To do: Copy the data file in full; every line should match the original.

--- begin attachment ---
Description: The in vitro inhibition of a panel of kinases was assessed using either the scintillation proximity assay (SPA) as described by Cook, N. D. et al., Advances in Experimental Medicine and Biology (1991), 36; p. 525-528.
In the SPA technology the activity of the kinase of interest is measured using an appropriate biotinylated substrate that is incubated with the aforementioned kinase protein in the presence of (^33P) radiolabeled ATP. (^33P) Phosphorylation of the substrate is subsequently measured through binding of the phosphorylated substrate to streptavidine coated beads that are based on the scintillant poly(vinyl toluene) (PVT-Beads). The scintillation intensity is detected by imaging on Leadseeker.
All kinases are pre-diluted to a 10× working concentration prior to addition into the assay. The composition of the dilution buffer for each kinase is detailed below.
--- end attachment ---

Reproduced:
Description: The in vitro inhibition of a panel of kinases was assessed using either the scintillation proximity assay (SPA) as described by Cook, N. D. et al., Advances in Experimental Medicine and Biology (1991), 36; p. 525-528.
In the SPA technology the activity of the kinase of interest is measured using an appropriate biotinylated substrate that is incubated with the aforementioned kinase protein in the presence of (^33P) radiolabeled ATP. (^33P) Phosphorylation of the substrate is subsequently measured through binding of the phosphorylated substrate to streptavidine coated beads that are based on the scintillant poly(vinyl toluene) (PVT-Beads). The scintillation intensity is detected by imaging on Leadseeker.
All kinases are pre-diluted to a 10× working concentration prior to addition into the assay. The composition of the dilution buffer for each kinase is detailed below.